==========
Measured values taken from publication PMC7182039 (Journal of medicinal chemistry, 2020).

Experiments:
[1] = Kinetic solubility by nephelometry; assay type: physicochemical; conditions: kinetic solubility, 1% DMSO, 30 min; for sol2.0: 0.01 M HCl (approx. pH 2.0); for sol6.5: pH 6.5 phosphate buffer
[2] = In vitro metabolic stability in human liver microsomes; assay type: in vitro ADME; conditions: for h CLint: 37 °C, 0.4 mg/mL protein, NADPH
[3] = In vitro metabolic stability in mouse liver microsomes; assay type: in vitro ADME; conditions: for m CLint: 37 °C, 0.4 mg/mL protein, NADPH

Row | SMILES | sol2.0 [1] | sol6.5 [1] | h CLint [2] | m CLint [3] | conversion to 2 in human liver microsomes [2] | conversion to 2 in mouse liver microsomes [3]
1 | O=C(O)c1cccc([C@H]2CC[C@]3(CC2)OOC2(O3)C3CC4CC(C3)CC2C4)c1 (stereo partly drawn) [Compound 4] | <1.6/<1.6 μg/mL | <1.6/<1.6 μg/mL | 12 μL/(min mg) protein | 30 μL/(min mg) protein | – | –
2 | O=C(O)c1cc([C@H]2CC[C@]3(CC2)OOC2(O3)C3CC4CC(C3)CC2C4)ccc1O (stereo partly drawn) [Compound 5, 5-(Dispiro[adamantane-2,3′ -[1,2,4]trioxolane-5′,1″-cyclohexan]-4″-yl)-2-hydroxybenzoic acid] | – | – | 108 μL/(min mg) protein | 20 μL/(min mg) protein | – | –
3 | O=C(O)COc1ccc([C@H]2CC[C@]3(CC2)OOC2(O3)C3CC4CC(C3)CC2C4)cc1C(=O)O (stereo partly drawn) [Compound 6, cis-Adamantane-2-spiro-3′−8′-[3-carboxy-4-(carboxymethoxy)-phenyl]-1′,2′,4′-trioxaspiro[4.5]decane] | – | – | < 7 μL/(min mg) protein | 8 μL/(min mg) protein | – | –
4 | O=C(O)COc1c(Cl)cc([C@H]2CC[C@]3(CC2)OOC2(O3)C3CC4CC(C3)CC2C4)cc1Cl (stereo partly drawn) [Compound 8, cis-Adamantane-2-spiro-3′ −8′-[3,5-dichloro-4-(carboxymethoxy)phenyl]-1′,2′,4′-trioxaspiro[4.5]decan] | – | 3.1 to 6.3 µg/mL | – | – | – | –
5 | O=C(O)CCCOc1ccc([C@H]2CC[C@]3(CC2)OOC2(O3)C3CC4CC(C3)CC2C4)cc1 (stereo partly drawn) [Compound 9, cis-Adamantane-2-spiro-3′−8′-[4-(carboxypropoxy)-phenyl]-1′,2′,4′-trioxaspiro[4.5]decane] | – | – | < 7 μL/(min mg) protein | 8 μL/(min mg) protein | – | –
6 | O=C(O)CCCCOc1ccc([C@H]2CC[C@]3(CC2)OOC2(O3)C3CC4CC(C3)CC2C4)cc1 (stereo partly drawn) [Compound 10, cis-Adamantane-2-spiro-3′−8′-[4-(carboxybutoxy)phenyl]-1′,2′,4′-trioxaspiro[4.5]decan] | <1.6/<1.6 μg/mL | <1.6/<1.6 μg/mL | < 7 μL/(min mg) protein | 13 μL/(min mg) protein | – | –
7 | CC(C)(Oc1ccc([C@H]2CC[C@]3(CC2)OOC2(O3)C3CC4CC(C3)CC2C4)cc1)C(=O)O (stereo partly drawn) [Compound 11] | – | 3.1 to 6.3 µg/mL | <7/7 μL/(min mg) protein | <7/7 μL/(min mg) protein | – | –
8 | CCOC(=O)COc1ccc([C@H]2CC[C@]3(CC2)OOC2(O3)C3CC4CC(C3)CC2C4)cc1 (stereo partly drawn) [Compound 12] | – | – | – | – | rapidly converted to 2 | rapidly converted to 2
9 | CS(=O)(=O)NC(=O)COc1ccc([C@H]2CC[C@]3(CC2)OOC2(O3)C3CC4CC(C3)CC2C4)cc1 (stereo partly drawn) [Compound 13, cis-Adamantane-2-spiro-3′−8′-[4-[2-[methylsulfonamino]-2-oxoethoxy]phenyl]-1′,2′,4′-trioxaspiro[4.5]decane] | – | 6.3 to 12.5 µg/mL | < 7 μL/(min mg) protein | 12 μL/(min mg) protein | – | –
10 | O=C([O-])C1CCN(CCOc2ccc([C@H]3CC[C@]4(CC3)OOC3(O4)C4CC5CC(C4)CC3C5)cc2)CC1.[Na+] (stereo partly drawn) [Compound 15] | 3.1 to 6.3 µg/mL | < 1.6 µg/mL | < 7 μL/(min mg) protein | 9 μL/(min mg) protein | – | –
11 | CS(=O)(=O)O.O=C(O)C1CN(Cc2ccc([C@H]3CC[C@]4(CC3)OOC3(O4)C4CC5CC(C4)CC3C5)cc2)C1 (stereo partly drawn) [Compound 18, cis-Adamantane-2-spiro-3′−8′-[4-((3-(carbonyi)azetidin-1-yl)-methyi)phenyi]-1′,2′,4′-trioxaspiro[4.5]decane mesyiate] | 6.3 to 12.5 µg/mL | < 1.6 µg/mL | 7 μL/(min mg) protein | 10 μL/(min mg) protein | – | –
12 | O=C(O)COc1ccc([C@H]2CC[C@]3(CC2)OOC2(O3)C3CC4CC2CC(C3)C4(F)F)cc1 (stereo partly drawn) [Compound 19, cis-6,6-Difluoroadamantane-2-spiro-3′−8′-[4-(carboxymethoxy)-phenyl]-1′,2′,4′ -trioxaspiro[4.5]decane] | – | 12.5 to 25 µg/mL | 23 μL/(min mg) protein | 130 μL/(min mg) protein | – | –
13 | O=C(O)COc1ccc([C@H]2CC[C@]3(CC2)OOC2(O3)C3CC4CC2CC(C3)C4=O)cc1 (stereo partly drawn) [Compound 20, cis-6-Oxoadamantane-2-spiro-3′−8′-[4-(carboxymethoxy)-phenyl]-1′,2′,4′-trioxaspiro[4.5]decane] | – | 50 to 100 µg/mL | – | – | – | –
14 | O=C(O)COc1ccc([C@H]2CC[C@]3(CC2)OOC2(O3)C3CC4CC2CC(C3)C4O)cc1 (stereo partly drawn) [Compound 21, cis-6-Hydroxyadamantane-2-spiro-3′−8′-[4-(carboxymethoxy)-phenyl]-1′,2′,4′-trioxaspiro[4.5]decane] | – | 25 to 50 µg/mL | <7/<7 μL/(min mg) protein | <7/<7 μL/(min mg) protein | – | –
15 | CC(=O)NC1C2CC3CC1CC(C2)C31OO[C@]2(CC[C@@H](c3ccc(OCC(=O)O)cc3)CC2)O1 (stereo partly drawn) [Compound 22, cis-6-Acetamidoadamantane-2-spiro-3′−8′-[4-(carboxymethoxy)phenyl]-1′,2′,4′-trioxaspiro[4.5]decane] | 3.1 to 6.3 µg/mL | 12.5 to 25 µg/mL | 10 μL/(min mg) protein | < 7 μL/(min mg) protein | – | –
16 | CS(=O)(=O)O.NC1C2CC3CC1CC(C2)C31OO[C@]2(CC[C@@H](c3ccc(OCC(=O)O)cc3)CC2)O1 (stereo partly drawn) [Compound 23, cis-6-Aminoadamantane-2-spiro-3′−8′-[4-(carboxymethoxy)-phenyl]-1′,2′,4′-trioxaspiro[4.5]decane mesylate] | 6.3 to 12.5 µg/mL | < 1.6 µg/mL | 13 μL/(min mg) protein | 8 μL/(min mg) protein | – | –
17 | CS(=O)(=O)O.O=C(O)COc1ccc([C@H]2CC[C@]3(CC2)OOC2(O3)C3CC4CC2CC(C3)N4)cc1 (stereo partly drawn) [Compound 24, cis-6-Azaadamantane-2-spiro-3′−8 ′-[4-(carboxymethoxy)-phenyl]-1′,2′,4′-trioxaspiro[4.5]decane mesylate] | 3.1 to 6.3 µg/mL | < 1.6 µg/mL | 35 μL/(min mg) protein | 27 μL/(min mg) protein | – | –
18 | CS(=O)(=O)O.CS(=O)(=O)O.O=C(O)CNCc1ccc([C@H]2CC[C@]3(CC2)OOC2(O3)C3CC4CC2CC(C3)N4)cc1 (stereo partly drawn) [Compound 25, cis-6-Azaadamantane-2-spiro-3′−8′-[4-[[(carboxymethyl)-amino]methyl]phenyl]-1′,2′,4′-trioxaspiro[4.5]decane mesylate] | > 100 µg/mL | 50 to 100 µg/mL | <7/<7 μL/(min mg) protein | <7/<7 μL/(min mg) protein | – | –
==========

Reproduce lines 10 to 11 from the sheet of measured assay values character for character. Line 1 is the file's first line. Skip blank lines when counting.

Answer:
4 | O=C(O)COc1c(Cl)cc([C@H]2CC[C@]3(CC2)OOC2(O3)C3CC4CC(C3)CC2C4)cc1Cl (stereo partly drawn) [Compound 8, cis-Adamantane-2-spiro-3′ −8′-[3,5-dichloro-4-(carboxymethoxy)phenyl]-1′,2′,4′-trioxaspiro[4.5]decan] | – | 3.1 to 6.3 µg/mL | – | – | – | –
5 | O=C(O)CCCOc1ccc([C@H]2CC[C@]3(CC2)OOC2(O3)C3CC4CC(C3)CC2C4)cc1 (stereo partly drawn) [Compound 9, cis-Adamantane-2-spiro-3′−8′-[4-(carboxypropoxy)-phenyl]-1′,2′,4′-trioxaspiro[4.5]decane] | – | – | < 7 μL/(min mg) protein | 8 μL/(min mg) protein | – | –